Summer 32 AD

Feeding of Five Thousand

When the disciples returned from their missionary journey, they told Jesus all that had happened. Jesus took them to a desert place for a time of rest and when the people learned of it, they followed Him. He preached the kingdom of God, and healed those in need (Matthew 14:13-14; Luke 9:10-11; Mark 6:30-34). When it was evening, the disciples asked Jesus to send the people away so they could go into the villages and buy food. Jesus told the disciples to give to the people some food to eat. There were five thousand men, not including the women and children, fed with five loaves and two fishes. It is estimated that there may have been as many as 15,000 - 20,000 people fed that day.

Walking on Water

After the feeding of the multitude, Jesus commanded His disciples to get into a ship and go to the other side of the Sea of Galilee, to the city of Bethsaida. He sent the multitude of people away, and went to a mountain to pray (Mark 6:45-46).

When evening came, the ship was in the midst of the sea and Jesus was alone on the land. The disciples were having a difficult time rowing because of the wind. Jesus came towards them, walking on the sea, and would have passed them by, but they called out to Him. Peter stepped out of the ship at Jesus' request, and walked on the water to go to Jesus, but when he took his eyes off Jesus, he was afraid and began to sink. Jesus reached forward and caught him before he went under, much the same way He does for us. When they came into the ship, the wind stopped (Matthew 14:24-32). Jesus did not promise our lives would be trouble free, even if we obeyed Him. Notice that the disciples ran into trouble on the sea, while they were following the commands of Jesus. Jesus promised to never leave us, nor forsake us, but we need to ask Him to help when we have needs, even though He knows our needs.

Jesus, The Bread of Life

The following day, the people came looking for Jesus and couldn't find Him. They finally found Him on the other side of the sea, and asked Him when He got there. Jesus told them that they did not seek Him because they saw the miracles, but because they ate and were filled (John 6:22-26). Jesus told them to not labor for the meat that perishes, but for the meat that endures to everlasting life, that which the Son of man shall give to you (John 6:27). Answering their questions, Jesus continued to explain that the manna that the Israelite's had in the wilderness was from Moses, but the bread from heaven is from His Father, who gives the true bread from heaven. This bread from heaven, Jesus Christ, gives life to the world (John 6:31-33).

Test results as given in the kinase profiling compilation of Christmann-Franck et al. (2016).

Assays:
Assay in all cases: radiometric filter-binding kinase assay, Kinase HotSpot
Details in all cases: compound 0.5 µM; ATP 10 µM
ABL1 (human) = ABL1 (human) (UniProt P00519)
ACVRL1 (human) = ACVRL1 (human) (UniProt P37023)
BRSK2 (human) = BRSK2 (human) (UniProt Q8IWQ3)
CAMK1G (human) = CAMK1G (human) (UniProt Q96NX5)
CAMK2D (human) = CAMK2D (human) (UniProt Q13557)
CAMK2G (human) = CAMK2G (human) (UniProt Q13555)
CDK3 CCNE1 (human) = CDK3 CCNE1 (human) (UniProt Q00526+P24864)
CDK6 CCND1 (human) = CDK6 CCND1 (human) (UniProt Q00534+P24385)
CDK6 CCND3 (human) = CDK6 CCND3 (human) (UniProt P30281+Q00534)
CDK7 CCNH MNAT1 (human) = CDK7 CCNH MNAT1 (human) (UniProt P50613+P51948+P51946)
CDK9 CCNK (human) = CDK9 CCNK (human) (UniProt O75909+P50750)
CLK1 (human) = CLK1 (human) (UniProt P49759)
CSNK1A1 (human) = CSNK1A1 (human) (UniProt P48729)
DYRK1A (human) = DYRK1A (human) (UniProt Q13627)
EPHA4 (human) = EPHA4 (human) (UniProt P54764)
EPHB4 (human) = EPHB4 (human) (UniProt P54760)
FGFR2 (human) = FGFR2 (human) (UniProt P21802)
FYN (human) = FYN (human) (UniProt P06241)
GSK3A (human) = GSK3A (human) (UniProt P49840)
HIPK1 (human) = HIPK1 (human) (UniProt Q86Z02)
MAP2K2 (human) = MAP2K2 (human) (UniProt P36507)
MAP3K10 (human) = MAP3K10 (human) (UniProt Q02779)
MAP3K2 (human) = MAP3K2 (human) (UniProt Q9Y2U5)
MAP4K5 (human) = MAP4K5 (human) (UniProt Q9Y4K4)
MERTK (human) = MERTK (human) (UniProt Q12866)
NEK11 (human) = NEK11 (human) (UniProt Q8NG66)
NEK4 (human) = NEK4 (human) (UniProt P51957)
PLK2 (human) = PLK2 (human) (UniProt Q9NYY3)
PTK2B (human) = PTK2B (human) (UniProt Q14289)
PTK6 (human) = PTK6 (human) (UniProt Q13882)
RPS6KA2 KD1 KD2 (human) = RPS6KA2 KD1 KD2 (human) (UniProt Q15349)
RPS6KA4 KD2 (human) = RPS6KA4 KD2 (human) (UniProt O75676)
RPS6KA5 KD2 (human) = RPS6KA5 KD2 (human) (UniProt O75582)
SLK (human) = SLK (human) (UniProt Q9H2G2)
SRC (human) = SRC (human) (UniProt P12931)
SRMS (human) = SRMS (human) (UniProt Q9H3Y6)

Jesus said that He was the bread of life and the source of living water, and those that come to Him will never hunger and those that believe on Him will never thirst. He told them that they have seen Him and yet do not believe. He continued, saying that He was sent down from heaven, not to do His own will but to do the will of His Father, who sent Him (John 6:35-38). Jesus informed them that who ever eats of the bread that came down from heaven will live forever (John 6:58). Jesus knew the thoughts of those who were murmuring, and let them know that He knew there were some of them that didn't believe Him. Many of His disciples left Him then, and walked with Him no more (John 6:61-66).

Eating with Unwashed Hands

Ceremonial hand washing was an unwritten oral law that was a strong tradition with the scribes and Pharisees. The scribes and Pharisees came to Jesus, complaining, because the disciples did not wash their hand before they ate bread (Matthew 15:1-2; Mark 7:1-5). Jesus pointed out that they were the ones who were hypocrites, since their traditions actually caused them to break the law (Matthew 15:3-9; Mark 7:6-13). Jesus reminded them that it is the evil thoughts, murders, adulteries, fornications, thefts, false witness, and blasphemies that proceed out of the heart, these are the things that defile a man, but to eat with unwashed hands does not defile a man (Matthew 15:18-20; Mark 7:14-15).

Syro-phoenician's Daughter Healed

Then Jesus went to the coast lands of Tyre and Sidon. A woman of Canaan came to Him, addressing Him as the Son of David, and asked Him to heal her daughter, who was possessed by a demon. Jesus replied that He was not sent to the Gentiles, but unto the lost sheep of the house of Israel (Matthew 15:20-24; Mark 7:24-25). The title "Son of David" is the title of the promised King of Israel, but Jesus had not come at this time to be king of the Pheonicians. When the woman came and worshiped Jesus, He said her faith was great and told her to go her way, and her daughter was freed from the demon that very hour (Matthew 15:25-28; Mark 7:26-30). This was the third time that Jesus had healed someone without being in their presence.

Deaf Man Healed

Jesus returned to Galilee, through the coasts of Decapolis, and on the way, there was a man brought to Him that was deaf, and with an impediment in his speech. They asked Jesus to put His hand on him. Jesus took him aside and put his fingers into his ears, and he spit, and touched his tongue, looked to heaven, sighed and said to him, be opened. His ears were opened, and he could now speak plainly (Matthew 15:29-31; Mark 7:31-35).

Feeding of Four Thousand

Jesus then went near the sea of Galilee and went up on a mountain. A great number of people came to Him, and brought many that were lame, blind, unable to speak, maimed and many other things, and Jesus healed them (Matthew 15:29-30). This group had been with Jesus for three days now, without food, and Jesus did not want to send them away hungry. So this time He fed another multitude, consisting of about four thousand men, plus all the women and children, with seven loaves of bread and a few fish (Matthew 15:32-38; Mark 8:2-9).

Pharisees and Sadducees Seek a Sign

Jesus now took a ship and came to the coasts of Magdala. Then the Pharisees and Sadducees came, tempting Him, desiring that He would show them a sign from heaven. Jesus told them that a wicked and adulterous generation seeks after a sign, and that no sign would be given to them but the sign of the prophet Jonah (Matthew 15:39-16:4; Mark 8:10-12). This was referring to the fact that Jesus would be in the grave for three days and three nights, the same as Jonah was in the belly of the whale (Matthew 12:40). Neither the Pharisees nor the Sadducees understood what He meant.